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March 2019

Who facilitated the Christchurch terrorist’s journey through hate? (IRR News, link):

"The context of war and the influence of the New Right intelligentsia cannot be left out of the reckoning when it comes to understanding the making of the New Zealand terrorist."

UK: Home Affairs Committee Report: “Utter failure” of Home Office has led to serious problems with every part of the immigration detention system, Committee warns (pdf):

"The Home Office has shown a shockingly cavalier attitude in its approach to immigration detention and overseen serious failings in almost every area of the immigration detention process, a new report by the Home Affairs Committee has found."

Spain's migration agreements with Morocco have grave consequences for Mediterranean shipwrecks, warn trade union and human rights group

Andalusia, 16 March 2019 - The General Work Confederation (Confederación General del Trabajo, CGT) and the Andalusian Association for Human Rights (Asociación Pro-derechos Humanos de Andalucía, APDHA) have said in a press conference that the consequences of the recent agreements between Spain and Morocco on migration will have serious consequences for the human beings risking their lives in the Mediterranean.

EU: "Eliminating blind spots": customs data could be checked against SIS and Europol under interoperability plans

Plans to join up the EU's databases and information systems in the field of policing and migration are well underway, with the European Parliament and the Council having recently reached agreement on the basic rules for the "interoperability" initiative.

Now officials are discussing a new report on the "interoperability of security and border management systems with customs systems" which proposes interconnections between a new EU-wide customs database, the Schengen Information System (SIS) and Europol data.

NETHERLANDS: 100 Teens Chant ‘Geert Wilders,’ Attack Moroccan Family in Netherlands (Morocco World News, link):

"Being barged in on and beaten by nearly 100 teenagers in their own home was not how the Boukhizzou family imagined spending Monday evening.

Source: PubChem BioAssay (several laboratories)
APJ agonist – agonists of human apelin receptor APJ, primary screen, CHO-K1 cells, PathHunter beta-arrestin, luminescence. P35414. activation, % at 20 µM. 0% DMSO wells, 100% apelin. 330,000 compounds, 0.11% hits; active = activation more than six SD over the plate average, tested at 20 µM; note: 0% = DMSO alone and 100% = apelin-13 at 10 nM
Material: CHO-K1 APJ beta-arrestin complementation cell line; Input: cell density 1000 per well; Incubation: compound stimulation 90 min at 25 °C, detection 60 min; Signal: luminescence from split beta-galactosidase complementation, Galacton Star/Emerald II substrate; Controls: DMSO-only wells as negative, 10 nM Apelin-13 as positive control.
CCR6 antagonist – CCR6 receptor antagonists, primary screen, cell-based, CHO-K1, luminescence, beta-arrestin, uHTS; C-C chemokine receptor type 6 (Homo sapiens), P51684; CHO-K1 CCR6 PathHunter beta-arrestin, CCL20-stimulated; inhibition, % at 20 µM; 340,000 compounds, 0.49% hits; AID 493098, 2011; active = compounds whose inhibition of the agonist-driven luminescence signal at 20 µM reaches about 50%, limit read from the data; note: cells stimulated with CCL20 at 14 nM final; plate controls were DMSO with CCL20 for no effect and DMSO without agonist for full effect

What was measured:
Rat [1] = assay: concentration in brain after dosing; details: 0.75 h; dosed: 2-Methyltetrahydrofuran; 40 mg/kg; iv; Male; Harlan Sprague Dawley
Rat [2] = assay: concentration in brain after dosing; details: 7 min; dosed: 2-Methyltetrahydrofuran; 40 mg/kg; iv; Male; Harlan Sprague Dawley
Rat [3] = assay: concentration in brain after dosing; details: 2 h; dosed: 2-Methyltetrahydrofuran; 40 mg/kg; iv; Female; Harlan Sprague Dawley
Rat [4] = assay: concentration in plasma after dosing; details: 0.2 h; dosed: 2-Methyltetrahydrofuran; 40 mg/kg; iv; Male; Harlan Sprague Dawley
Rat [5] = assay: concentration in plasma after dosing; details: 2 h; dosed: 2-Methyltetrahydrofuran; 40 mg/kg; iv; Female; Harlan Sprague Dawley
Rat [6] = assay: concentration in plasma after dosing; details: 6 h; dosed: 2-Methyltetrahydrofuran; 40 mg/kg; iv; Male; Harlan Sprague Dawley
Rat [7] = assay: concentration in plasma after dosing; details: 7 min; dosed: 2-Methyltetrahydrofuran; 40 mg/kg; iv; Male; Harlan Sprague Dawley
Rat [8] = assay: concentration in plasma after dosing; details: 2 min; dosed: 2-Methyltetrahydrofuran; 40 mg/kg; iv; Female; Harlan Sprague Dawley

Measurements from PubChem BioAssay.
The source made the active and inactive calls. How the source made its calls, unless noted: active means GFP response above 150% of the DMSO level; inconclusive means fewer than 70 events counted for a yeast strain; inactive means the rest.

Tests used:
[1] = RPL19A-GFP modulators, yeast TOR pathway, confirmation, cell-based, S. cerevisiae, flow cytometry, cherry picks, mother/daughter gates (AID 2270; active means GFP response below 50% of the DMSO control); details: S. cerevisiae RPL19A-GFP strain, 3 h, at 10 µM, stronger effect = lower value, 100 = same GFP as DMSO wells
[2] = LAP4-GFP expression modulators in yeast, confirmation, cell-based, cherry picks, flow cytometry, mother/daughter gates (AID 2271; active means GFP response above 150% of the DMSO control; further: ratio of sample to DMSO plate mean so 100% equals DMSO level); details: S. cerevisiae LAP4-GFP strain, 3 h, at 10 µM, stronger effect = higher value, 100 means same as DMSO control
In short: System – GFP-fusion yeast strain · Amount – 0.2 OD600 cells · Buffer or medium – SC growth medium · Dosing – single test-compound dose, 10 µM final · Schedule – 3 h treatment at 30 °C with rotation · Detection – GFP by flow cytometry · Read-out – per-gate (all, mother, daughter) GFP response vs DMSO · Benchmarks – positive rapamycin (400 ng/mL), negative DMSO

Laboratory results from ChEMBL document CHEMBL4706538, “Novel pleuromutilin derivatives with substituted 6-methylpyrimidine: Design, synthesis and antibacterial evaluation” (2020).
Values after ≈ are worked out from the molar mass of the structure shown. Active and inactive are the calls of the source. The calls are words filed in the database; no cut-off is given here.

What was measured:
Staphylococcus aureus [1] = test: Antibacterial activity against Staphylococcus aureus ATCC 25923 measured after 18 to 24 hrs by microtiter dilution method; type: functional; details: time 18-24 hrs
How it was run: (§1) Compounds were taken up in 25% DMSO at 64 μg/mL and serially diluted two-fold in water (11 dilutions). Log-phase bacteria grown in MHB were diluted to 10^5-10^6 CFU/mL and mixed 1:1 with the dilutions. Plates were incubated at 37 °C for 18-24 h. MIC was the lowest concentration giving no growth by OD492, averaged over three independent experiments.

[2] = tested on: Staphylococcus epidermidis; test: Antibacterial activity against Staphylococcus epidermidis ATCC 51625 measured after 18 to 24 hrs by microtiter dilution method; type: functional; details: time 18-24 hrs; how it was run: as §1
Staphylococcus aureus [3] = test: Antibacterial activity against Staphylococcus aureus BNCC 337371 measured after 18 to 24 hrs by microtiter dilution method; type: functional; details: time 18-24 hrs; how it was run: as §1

The Moroccan family experienced a vicious attack at their home in Urk, the Netherlands. As the mother tried to defend her family, the attackers hit her and injured her daughter, throwing rocks and fireworks. But their main target was the Moroccan family’s 18-year-old son, Soufyan.

The attackers shouted “Geert Wilders” while they attacked the family."

UK: Immigration removals stopped by injunction (BBC News, link):

"Hundreds of immigration removals are in doubt after the High Court ordered the Home Office to stop using a controversial "no warning" tactic.

A charity defending detainees has won an injunction after saying the policy breached the right to access justice.

Medical Justice said the policy prevented immigrants having a fair chance to put their case before they were put on a plane out of the country.

It said the policy had affected a huge range of people living in the UK.

These include members of the Windrush generation and victims of torture, it said."

See: Home Office’s Removal Notice Windows Policy Suspended (Public Law Project, link) and the order: CO/543/1029 (pdf)

EU: Names of national authorities that drafted "interoperability" plans published following Statewatch complaint

The names of the authorities that made up the EU high-level expert group on information systems and interoperability, which was responsible for outlining the plans that have led to the interconnection of EU policing and migration databases, have been published by the European Commission following a successful complaint by Statewatch.

UK: Pro-Palestine students denied university access during Queen's visit (Middle East Eye, link):